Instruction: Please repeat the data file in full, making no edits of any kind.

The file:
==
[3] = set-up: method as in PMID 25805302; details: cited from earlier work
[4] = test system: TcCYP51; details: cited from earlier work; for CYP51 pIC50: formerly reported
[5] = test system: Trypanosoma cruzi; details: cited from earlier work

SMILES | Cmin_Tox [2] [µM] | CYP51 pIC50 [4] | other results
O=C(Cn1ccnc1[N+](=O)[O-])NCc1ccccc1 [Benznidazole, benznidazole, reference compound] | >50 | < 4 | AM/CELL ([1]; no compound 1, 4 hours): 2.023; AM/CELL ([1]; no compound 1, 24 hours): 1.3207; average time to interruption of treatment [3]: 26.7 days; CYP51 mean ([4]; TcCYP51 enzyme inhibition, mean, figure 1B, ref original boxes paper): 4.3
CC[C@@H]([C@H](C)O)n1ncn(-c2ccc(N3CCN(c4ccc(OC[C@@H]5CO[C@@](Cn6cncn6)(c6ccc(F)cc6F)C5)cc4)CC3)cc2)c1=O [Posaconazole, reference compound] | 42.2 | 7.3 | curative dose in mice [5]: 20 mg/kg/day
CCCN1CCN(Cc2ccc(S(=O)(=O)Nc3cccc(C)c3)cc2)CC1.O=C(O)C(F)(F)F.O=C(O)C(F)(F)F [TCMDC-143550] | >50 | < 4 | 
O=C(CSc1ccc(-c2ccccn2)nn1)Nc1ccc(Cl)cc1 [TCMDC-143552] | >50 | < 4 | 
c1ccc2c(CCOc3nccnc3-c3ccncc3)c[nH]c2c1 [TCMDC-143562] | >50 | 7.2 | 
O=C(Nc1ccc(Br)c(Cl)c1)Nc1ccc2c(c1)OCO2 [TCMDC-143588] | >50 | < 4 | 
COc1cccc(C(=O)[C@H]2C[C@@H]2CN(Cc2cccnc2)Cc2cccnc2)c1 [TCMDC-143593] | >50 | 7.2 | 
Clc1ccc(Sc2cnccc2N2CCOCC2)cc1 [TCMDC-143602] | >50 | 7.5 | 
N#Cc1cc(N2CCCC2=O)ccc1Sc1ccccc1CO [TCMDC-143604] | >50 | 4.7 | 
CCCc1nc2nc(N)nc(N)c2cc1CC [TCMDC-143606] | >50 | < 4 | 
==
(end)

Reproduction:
[3] = set-up: method as in PMID 25805302; details: cited from earlier work
[4] = test system: TcCYP51; details: cited from earlier work; for CYP51 pIC50: formerly reported
[5] = test system: Trypanosoma cruzi; details: cited from earlier work

SMILES | Cmin_Tox [2] [µM] | CYP51 pIC50 [4] | other results
O=C(Cn1ccnc1[N+](=O)[O-])NCc1ccccc1 [Benznidazole, benznidazole, reference compound] | >50 | < 4 | AM/CELL ([1]; no compound 1, 4 hours): 2.023; AM/CELL ([1]; no compound 1, 24 hours): 1.3207; average time to interruption of treatment [3]: 26.7 days; CYP51 mean ([4]; TcCYP51 enzyme inhibition, mean, figure 1B, ref original boxes paper): 4.3
CC[C@@H]([C@H](C)O)n1ncn(-c2ccc(N3CCN(c4ccc(OC[C@@H]5CO[C@@](Cn6cncn6)(c6ccc(F)cc6F)C5)cc4)CC3)cc2)c1=O [Posaconazole, reference compound] | 42.2 | 7.3 | curative dose in mice [5]: 20 mg/kg/day
CCCN1CCN(Cc2ccc(S(=O)(=O)Nc3cccc(C)c3)cc2)CC1.O=C(O)C(F)(F)F.O=C(O)C(F)(F)F [TCMDC-143550] | >50 | < 4 | 
O=C(CSc1ccc(-c2ccccn2)nn1)Nc1ccc(Cl)cc1 [TCMDC-143552] | >50 | < 4 | 
c1ccc2c(CCOc3nccnc3-c3ccncc3)c[nH]c2c1 [TCMDC-143562] | >50 | 7.2 | 
O=C(Nc1ccc(Br)c(Cl)c1)Nc1ccc2c(c1)OCO2 [TCMDC-143588] | >50 | < 4 | 
COc1cccc(C(=O)[C@H]2C[C@@H]2CN(Cc2cccnc2)Cc2cccnc2)c1 [TCMDC-143593] | >50 | 7.2 | 
Clc1ccc(Sc2cnccc2N2CCOCC2)cc1 [TCMDC-143602] | >50 | 7.5 | 
N#Cc1cc(N2CCCC2=O)ccc1Sc1ccccc1CO [TCMDC-143604] | >50 | 4.7 | 
CCCc1nc2nc(N)nc(N)c2cc1CC [TCMDC-143606] | >50 | < 4 | 